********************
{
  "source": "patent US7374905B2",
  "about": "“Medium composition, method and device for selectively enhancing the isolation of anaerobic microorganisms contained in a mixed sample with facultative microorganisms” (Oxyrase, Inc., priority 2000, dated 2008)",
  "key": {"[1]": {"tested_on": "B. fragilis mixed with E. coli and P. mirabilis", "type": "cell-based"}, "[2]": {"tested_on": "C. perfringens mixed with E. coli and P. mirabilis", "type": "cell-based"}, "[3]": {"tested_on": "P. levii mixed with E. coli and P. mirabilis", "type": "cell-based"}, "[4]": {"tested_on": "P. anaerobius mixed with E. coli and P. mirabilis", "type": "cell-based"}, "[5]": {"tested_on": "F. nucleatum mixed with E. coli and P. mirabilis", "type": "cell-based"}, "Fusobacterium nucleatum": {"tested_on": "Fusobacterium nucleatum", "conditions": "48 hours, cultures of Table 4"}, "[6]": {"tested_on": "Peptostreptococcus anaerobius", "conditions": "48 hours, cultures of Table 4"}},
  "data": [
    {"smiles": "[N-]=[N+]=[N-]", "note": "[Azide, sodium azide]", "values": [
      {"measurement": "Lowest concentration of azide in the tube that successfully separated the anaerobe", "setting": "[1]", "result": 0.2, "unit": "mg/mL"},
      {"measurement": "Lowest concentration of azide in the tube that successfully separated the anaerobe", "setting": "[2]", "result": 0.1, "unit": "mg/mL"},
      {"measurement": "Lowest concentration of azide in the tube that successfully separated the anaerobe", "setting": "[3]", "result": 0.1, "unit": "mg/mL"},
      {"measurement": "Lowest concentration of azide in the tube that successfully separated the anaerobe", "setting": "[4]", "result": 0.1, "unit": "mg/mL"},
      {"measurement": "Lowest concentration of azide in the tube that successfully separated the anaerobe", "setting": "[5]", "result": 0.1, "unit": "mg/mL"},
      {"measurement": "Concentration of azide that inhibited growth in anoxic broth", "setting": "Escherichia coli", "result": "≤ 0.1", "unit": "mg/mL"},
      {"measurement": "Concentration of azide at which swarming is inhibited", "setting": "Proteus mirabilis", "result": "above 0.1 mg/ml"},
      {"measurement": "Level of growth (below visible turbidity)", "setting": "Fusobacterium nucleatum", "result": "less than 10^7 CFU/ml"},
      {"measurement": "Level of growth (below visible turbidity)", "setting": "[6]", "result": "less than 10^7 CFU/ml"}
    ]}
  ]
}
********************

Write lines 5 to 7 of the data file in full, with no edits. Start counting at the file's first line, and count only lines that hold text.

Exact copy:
  "data": [
    {"smiles": "[N-]=[N+]=[N-]", "note": "[Azide, sodium azide]", "values": [
      {"measurement": "Lowest concentration of azide in the tube that successfully separated the anaerobe", "setting": "[1]", "result": 0.2, "unit": "mg/mL"},